This weekend’s massacre in Haiti

There were several armed attacks in Haiti over the weekend in which people were massacred. Preliminary reports from the National Coalition for Haitian Rights, broadcast on Haitian Metropole radio on Feb 25: “Village de Dieu district, which caused the deaths of at least eight people by bullets, seven injuries and the destruction of three houses by fire….The NCHR notes that this massacre took place less than eight days after armed bandits, in complicity with the prison guards, facilitated an invasion and allowed 481 prisoners to escape (from the National Pentientiary on 19 February), most of whom are dangerous criminals who killed people and set fire to people’s homes.” I believe that the NCHR is a partisan and pro-coup group – funded by the Canadian International Development Agency, among others. But I don’t doubt that these people were killed, I just think they were probably Lavalas people and that the ‘armed bandits’ are the coup forces… this is a gambit used in murderous propaganda the world over, and was used for example in Venezuela in 2002 during the coup against Chavez: Bolivarians were killed and then ‘claimed’ by the opposition as victims of Chavez, when in fact they were victims of the opposition itself.

The jailbreak last week, which the NCHR mentions, was very strange. At first I thought it was the beginning of an armed struggle against the dictatorship, but I had good reason from the beginning to know I had thought wrong. Pro-Lavalas politicians were taken out of the prison – later it was discovered they were taken out at gunpoint. Yvon Neptune, the former Prime Minister, has been on hunger strike for several days now, demanding to at least have a trial. [As an aside: how can he have a fair or legitimate trial, since the government that jailed him and would be trying him is illegitimate?]

Following the massacre on Feb 25 was another massacre on the 26, reported by Radio Vision 2000 Port-au-Prince in Creole:

“The police carried out an operation today 25 February in Cameroun Base Bel Air , a stronghold of armed Lavalas pro-Aristide gangs. Some reports say that six bandits have allegedly lost their lives and also two Intervention and Maintenance of Order Company CIMO members, allegedly during exchanges of gunfire.

We must say that the Brazilian commander of the UN Stabilization Mission in Haiti Minustah has confirmed that an operation was carried out but he did not wish to give details on the number of victims. Minustah went to the scene after everything was over, according to Heleno Ribero. He says that members of the population were demonstrating against this intervention by the Haitian National Police PNH . Ribero answered the questions of Marie-Lucie Bonhomme.

Ribero – recording, in French The operation was not a joint operation. We were called after the police – pauses They called us because they were in difficulty. When we arrived there, the police were already in the process of leaving. The operation was already over. So, we did not participate jointly with the police.

So the death toll is around 20 for Thursday and Friday, some by ‘bandits’, others by the police (backed up by the United Nations with its Brazilian commander, thanks again for that to all those progressive Latin American governments), some identified as ‘innocent civilians’, others as ‘bandits’ themselves, depending on who killed them.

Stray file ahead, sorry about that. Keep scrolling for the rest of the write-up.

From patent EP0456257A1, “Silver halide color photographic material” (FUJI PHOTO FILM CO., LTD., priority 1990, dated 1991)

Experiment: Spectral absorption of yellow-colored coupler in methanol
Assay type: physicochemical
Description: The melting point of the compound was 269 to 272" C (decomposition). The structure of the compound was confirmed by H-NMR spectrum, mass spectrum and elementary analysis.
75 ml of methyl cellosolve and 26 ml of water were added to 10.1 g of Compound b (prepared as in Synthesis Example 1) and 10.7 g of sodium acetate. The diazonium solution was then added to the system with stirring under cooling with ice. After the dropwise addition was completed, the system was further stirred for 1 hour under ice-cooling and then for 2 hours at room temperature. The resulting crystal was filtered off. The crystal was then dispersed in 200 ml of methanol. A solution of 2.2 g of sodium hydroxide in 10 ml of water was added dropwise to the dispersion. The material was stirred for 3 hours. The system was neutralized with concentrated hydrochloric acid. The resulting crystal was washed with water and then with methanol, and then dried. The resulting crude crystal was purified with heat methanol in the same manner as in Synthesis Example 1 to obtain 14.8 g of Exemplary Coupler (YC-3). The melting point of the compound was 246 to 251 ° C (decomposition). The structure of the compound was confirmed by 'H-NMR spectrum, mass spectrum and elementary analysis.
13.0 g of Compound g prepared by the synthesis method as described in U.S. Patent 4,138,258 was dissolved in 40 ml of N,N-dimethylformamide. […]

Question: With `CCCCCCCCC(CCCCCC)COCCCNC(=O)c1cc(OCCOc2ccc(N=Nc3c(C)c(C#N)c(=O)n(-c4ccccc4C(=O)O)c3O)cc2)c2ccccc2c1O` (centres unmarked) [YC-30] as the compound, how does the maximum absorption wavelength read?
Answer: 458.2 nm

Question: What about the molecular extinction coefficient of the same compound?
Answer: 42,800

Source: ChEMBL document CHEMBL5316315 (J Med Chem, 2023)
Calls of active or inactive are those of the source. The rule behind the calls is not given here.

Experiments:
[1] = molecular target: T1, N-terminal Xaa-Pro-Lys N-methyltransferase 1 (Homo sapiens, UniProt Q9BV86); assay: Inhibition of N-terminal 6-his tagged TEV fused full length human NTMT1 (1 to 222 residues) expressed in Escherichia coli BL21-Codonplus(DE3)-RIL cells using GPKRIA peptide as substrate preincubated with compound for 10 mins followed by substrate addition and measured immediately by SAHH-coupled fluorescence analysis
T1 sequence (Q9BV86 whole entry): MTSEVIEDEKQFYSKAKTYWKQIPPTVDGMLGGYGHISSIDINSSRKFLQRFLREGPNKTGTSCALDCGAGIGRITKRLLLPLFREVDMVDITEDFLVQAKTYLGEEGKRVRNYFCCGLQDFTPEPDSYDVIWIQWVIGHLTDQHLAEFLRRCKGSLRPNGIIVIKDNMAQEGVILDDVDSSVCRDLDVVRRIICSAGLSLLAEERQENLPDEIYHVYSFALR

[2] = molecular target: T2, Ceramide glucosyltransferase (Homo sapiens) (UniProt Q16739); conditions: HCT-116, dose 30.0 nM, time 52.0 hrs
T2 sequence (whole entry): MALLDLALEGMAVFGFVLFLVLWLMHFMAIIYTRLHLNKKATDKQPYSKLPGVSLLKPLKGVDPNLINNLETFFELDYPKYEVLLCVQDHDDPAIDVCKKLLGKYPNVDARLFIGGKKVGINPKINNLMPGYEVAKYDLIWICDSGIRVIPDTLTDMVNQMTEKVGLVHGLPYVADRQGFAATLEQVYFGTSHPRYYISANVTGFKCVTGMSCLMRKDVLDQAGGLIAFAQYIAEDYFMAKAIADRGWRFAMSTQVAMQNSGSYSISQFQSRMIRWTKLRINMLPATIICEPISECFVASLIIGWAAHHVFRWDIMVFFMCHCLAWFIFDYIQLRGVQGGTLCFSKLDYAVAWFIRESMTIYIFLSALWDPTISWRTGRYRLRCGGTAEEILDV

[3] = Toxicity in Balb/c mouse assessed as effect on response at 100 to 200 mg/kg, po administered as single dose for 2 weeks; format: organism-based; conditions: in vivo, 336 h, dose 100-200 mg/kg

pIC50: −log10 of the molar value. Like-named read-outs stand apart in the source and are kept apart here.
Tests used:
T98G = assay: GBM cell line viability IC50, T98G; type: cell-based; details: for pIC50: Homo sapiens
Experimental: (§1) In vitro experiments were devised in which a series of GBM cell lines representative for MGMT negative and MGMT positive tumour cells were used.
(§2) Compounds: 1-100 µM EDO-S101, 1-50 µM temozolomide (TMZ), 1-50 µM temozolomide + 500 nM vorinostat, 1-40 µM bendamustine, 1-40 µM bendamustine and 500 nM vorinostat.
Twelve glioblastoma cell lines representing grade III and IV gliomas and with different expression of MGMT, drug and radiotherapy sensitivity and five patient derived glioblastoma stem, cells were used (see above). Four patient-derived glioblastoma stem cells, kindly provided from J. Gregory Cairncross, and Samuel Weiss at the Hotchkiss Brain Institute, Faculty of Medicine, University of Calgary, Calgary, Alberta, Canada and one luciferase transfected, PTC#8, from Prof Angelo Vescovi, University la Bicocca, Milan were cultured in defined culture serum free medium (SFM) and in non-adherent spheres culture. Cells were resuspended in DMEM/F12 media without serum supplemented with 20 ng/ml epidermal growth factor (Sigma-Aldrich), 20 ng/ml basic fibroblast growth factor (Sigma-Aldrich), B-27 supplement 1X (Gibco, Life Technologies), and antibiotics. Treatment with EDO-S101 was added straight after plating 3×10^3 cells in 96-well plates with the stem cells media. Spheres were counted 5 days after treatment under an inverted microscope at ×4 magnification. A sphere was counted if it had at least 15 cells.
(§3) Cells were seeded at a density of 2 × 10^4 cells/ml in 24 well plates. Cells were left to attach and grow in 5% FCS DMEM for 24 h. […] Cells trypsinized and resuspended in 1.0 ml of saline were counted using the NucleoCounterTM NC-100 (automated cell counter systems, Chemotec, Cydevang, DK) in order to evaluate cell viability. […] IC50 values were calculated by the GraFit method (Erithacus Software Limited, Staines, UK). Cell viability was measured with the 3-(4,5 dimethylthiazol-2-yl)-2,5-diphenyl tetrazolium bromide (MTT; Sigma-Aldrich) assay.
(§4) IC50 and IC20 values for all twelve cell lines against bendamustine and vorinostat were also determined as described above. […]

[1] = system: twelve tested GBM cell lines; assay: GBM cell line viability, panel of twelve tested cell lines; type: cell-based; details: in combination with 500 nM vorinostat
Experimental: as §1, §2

As I said, I don’t doubt that people were killed. But I do have doubts about whether the ‘bandits’ that were killed were really ‘bandits’. Heleno’s story sounds very convenient, as well. What a lucky thing for the UN to have been there to ‘back up’ the police, but not have been there when the actual killing happened.

Once upon a time there was an island called Haiti

On that island they had some elections. They chose someone to be their President. Then some people from some other countries decided to get rid of that President and pick a new one. Some of the people from the island disagreed – so they were killed.

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Mechanisms of Denial: Interviewing Ilan Pappe

lan Pappe is a professor of History at Haifa University in Israel. He is an activist for Palestinian rights. He was in Toronto in February to give the keynote speech at ‘Israeli Apartheid Week’ at the University of Toronto. He was interviewed by telephone on February 5, 2005.

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Free Speech continues

Of course I forgot the Lynne Stewart case in my attempt to chronicle the decline of such liberal traditions as exist in the US. Here’s a piece on it by David Cole of the Nation. It’s not the most solidaristic piece, but it’s got info.

And another decent piece about the turns the Ward Churchill attacks are taking by Lyons.

I will try to get to the Chavez-Uribe meeting that happened on the 15th and some Nepal stuff tomorrow.

What to do with torturers and tortured

A bizarre story from the Los Angeles Times, David G. Savage yesterday (Feb 15). Some US pilots – presumably engaged in the high-tech mass murder of some 100,000 people in Iraq in 1991 (see Blum’s ‘Killing Hope’ for some introductory documentation) – were captured as prisoners of war.

They were awarded $1B from Iraq by a US federal judge as compensation for their treatment by Iraq. The US government is now trying to prevent that $1B from going to the pilots.

According to Savage, this action by the US government pits it “squarely against its own war heroes and the Geneva Convention”.

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